It had been unusually wet the weeks prior to our arrival and this particular trail had turned to mud.  We started up the trail expecting to get a bit dirty.  We had not gone half a mile before we heard two people crashing through the jungle in the woods above the trail.  They soon came down to where we were making our way through ankle deep mud and asked if I had been up the trail before.  I told them that I had.  They then asked if it was likely to remain muddy to the top.  I informed them that it most likely would remain muddy.  They looked at each other, wearing their UnderArmor shirts and their somewhat mud splattered neon colored hiking shoes, and decided to turn around.  Mud was not their cup of tea, although they both smelled very good.  Later on, after we had finished our hike and were cleaning the mud off our lower extremities in the parking lot, a couple of Yuppies pulled up and jumped out of their car.  They were clad in UnderArmor attire and wore neon colored hiking shoes.  I didn't think it would be worth telling them what was soon to come.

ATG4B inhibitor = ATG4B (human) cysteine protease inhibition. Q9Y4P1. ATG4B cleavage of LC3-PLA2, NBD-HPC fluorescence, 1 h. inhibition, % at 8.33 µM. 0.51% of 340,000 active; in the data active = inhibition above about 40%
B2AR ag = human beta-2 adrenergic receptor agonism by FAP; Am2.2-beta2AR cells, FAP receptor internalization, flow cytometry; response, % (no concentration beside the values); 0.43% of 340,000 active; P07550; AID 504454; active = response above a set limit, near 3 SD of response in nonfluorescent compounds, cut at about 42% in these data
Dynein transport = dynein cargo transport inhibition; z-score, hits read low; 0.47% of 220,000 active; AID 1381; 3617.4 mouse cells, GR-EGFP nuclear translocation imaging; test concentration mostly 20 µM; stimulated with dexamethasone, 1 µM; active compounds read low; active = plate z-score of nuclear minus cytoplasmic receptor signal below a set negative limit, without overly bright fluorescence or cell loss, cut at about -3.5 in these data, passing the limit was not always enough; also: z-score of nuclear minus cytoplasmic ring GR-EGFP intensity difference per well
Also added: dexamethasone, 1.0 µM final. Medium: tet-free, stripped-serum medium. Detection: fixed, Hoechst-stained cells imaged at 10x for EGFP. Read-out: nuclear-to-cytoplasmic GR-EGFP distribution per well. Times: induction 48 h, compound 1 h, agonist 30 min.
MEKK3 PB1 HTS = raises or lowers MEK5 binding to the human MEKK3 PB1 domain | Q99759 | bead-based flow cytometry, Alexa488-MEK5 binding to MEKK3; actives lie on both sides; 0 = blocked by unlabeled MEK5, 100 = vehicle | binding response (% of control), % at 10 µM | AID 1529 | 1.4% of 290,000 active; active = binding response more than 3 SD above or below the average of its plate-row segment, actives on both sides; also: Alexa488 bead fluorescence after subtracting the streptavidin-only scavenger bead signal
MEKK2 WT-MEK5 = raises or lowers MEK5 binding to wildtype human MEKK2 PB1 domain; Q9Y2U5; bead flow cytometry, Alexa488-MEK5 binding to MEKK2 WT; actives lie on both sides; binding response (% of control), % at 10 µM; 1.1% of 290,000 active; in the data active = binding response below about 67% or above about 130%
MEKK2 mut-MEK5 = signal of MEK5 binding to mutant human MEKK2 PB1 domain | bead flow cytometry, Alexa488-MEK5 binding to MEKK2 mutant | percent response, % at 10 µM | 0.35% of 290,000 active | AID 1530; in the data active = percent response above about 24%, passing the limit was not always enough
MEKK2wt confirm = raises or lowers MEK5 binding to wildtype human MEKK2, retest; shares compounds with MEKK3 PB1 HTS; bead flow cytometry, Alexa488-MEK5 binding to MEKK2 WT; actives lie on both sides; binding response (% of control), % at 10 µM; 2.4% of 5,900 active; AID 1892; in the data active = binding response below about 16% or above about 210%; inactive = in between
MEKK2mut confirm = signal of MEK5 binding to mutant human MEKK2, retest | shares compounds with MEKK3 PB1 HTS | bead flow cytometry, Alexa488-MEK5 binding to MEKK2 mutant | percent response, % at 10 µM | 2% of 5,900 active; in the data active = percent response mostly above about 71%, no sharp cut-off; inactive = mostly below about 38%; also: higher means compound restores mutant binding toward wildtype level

We decided to visit the heart of Yuppie country on Maui, an area called Kaanapali, one afternoon.  We wanted to visit the Whaling Museum in the Whalers Village.  If you have never been to the Whaling Museum, you should go.  It is a fantastic testimony to the history of whaling in the area.  The artifacts they have collected there are astounding.  We looked forward to our visit as we pulled into the parking lot.  As we walked through Whalers Village it was obvious things had changed dramatically.  Store fronts that had previously housed Hilo Hattie and ABC stores were now occupied by Armani and Gucci.  There was a large hole in the middle of the Village where the museum used to be.  I asked around and discovered that the museum was considered to have become a waste of space and it was being replaced with a pantheon of Yuppie stores instead.  How sad, I thought out loud.